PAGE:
No meat and bottled water for delegates at meeting
Delegates attending a business conference in Nairobi were recently taken aback when they arrived for lunch to find there was no meat at any of the serving points.
Earlier in the morning at the opening of the 4th Private Sector Conference on Sustainable Inclusive Business, many of them were surprised when they learnt that no bottled water would be served.
All delegates had been advised to bring reusable water bottles, but a majority of them seemed not to have gotten the memo.
Karin Boomsma, the director of Sustainable Inclusive Business, the organisers of the event, said they lead by example, and that is why all their meetings are designed to be sustainable in the real sense of the word.
“Producing 1kg of meat requires as much as 20,000 litres of water compared to 1kg of wheat which requires between 500 litres and 4,000 litres of water,” said Ms Boomsma.
Conference organisers had arranged for a central water point from where delegates could refill their reusable bottles.
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The aim was to avoid the use of plastic water bottles which are known to block waterways and poison both land and aquatic life.
The meeting held last Friday at the United States International University, sought to, among things, influence and help shape policy, inspire businesses to think and act differently.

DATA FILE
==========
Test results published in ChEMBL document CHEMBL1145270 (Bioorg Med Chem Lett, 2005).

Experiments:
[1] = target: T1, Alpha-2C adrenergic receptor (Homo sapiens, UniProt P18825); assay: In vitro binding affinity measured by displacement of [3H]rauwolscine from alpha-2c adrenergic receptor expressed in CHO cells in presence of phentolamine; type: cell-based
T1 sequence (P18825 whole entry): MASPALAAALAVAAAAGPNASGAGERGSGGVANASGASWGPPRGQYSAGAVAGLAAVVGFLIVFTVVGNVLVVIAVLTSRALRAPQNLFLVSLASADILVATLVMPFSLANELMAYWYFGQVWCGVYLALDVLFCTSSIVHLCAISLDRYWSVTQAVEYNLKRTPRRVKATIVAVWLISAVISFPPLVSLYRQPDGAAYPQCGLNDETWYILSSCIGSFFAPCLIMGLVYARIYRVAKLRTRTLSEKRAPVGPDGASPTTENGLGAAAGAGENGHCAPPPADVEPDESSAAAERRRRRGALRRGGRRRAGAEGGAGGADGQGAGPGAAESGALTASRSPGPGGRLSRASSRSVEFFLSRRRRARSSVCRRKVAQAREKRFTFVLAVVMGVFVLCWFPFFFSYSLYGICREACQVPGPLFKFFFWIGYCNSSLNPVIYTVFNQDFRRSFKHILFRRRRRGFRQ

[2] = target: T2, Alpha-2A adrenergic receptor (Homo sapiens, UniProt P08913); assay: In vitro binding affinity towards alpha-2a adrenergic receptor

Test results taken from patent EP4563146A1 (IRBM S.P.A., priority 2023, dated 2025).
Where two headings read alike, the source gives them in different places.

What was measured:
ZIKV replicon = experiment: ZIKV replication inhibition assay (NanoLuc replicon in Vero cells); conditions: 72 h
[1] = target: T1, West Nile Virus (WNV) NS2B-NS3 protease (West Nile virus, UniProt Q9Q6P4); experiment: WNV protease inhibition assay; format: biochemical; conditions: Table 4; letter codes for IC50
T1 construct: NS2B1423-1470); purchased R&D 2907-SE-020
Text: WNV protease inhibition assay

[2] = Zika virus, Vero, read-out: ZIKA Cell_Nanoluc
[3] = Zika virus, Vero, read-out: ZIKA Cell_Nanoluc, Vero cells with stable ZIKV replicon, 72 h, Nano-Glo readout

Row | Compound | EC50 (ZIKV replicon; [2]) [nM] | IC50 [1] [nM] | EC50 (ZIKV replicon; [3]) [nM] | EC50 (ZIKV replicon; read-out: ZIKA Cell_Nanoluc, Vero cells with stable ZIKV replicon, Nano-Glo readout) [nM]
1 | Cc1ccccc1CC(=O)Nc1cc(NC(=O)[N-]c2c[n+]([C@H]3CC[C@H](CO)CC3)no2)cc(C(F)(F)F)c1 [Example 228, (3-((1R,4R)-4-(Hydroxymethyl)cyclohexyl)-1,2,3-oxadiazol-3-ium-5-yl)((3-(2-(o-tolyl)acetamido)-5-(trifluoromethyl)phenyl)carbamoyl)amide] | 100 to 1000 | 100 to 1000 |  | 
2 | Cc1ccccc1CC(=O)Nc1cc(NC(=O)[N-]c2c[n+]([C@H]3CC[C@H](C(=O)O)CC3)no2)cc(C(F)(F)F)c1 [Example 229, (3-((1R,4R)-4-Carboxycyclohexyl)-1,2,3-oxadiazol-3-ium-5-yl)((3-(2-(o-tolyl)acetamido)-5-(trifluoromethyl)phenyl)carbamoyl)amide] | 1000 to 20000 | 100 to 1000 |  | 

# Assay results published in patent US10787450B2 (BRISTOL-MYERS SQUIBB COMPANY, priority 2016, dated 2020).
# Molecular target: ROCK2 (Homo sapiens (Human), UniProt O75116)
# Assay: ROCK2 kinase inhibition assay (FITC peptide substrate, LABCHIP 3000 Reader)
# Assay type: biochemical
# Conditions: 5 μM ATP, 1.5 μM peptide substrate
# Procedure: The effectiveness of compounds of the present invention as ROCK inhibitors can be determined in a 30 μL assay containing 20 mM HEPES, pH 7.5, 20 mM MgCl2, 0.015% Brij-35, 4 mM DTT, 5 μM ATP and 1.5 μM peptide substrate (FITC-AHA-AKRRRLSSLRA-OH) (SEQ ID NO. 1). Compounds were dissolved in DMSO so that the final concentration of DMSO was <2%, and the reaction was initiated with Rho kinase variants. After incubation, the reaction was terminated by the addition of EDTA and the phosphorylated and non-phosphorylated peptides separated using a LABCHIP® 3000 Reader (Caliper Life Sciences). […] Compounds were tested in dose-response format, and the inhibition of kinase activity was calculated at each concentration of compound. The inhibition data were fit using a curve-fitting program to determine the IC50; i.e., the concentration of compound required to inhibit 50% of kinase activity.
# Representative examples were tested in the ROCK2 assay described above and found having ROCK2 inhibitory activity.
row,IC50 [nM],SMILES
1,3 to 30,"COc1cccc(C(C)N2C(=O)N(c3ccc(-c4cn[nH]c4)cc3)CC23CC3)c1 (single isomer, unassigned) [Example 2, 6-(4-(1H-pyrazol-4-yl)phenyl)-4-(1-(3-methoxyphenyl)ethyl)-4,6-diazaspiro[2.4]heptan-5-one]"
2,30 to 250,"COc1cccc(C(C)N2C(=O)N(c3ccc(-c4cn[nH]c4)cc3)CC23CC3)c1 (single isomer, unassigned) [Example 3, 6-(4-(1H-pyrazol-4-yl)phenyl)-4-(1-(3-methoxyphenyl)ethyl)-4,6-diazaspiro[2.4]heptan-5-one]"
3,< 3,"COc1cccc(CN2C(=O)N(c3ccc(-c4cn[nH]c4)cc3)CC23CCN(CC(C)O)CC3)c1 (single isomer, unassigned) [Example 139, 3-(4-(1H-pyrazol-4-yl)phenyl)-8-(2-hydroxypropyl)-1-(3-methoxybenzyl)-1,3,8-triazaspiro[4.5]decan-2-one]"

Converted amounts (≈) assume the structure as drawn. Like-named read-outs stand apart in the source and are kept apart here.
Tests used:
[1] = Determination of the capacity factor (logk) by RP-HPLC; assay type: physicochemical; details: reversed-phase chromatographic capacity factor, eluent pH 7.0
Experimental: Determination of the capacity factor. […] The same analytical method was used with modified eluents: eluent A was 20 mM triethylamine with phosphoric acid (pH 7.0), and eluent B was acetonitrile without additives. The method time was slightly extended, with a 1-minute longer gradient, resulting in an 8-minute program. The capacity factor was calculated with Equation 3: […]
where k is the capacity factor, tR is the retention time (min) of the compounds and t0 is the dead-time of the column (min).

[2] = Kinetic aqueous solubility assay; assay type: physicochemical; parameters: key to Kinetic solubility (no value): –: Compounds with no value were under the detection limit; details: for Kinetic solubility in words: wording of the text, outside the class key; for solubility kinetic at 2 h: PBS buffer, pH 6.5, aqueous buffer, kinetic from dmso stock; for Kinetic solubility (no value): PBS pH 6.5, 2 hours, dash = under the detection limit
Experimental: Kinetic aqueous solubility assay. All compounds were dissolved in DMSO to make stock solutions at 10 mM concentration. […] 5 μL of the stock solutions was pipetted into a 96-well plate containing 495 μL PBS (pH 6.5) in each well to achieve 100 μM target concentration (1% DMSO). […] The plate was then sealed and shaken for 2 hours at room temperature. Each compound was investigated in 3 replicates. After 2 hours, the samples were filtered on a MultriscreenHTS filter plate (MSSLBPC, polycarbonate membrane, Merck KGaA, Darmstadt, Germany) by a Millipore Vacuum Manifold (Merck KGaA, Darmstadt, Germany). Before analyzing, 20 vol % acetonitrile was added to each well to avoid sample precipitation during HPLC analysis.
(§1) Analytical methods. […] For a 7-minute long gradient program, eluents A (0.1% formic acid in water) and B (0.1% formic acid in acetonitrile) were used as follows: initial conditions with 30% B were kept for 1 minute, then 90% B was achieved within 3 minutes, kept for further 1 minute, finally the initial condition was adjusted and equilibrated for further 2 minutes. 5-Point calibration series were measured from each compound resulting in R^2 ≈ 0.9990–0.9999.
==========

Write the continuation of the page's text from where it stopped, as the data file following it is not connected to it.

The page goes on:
It also sought to spur citizens to lead within their own spheres of influence on issues of circular economy and sustainable inclusive business.
“Why bother about the circular economy? Isn’t everything going on just fine? Aren’t businesses thriving and making money?” posed Boomsma. She said the current economic model adopted by many businesses - linear economy - is a threat to sustainability.
A linear economy is simply a take, make, waste economic model. It is an outdated energy system. It assumes that resources are infinite and that irrespective of how we use them, they will always be there for the benefit of humanity.
Boomsma cited the unfolding water crisis, the plastics menace and electronics waste crisis to underscore the urgent need for a circular economy.
Countries such as the Netherlands which are already implementing the circular economy, also ensure that materials, whether imported or made within the country, meet certain basic stands.
This increases the cost at the beginning, but in the end, it ensures that the material or gadget can be broken into its different parts and reassembled or the parts used to make something else.
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Private Sector ConferenceSustainable Inclusive BusinessBottled waterMeat